Perils of new life outside jail

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The final irony in the case of the Bridgewater Three is that they might have had a far better chance of a new life if they had committed a crime. As Michael and Vincent Hickey and James Robinson try to come to terms with the last 18 years, they will receive none of the help or rehabilitation that convicted criminals could expect.

Psychologists and probation officers say the effect on those wrongfully convicted can be compared to hostages held in the Middle East. Many face severe depression and post-traumatic stress disorder. "No amount of compensation will pay for what they've been through," said David Boag, a chartered forensic psychologist who has worked in prisons for nearly 30 years. "This would devastate anybody. It is likely to have very, very negative effects on their life for a very long time.

"At the moment they will be very excited about being released, but after a while they could be overwhelmed by feelings of depression."

People who were wrongfully held often did suffer post-traumatic stress disorder: "They keep on going over and over the case. They can't get shot of it. They keep reliving the experience."

He said there were four main stages people went through: "Sometimes they go into denial and can't believe it's happened - that they have actually been released. Then there is anger and resentment that it happened in the first place. After that they may become emotionally drained and depressed. They feel like they are disappearing down the black hole. Then there is the final adjustment and acceptance but you don't know how long it can take."

It is a familiar tale to previous victims of injustice. A year after his release Paddy Hill, one of the Birmingham Six, said in a newspaper interview: "Sometimes I feel like bursting into tears, or I have just to walk away ... There are times when I wish I was back in jail."

In the cases of the Guildford Four, they found different ways of adjusting. While Gerard Conlon achieved fame and money through his best- selling autobiography, In The Name of the Father, and Paul Hill married into the Kennedy clan, the other two, Patrick Armstrong and Carole Richardson, have quietly faded into anonymity.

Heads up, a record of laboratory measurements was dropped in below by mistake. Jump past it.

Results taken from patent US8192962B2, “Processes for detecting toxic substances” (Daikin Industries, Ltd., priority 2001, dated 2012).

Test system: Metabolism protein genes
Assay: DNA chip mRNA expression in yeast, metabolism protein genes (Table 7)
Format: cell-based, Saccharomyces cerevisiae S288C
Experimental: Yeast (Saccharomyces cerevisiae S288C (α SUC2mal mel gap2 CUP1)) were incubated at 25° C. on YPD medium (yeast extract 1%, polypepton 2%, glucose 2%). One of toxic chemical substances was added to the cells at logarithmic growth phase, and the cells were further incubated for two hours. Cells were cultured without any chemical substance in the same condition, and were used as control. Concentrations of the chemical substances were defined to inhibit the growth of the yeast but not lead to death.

In purely practical terms the Bridgewater Three will have to adjust to a very different world to the one they left in 1979. Since then the Cold War has ended, the Berlin Wall has come down, Communism has collapsed in Central and Eastern Europe and Nelson Mandela has been released. In day-to-day life back in 1979, simple electronic calculators were prized pieces of advanced technology, office workers used typewriters and the equivalents of desk-top PCs took up small rooms. Remote controls for televisions were still a thing of the future as were hole-in-the-wall cash dispensers. "There have been major changes in society," said Dr Gisli Gudjonsson, reader in forensic psychology at the University of London. "They will not be used to the increased traffic or the differences in technology. They may find it terrifying to get on a bus or a train or the Tube. And if people are let out suddenly they have no opportunity to adjust."

This is the major problem psychologists agree that the Bridgewater Three face. They will not have had any preparation which long-term prisoners normally receive and they will not be supervised by the probation service on their release. For the convicted criminal, the probation service must make sure there is accommodation arranged, that prisoners are signed on at social security and are connected to employment services. With no such service for the wrongfully convicted, they could even have problems with tasks such as opening a bank account.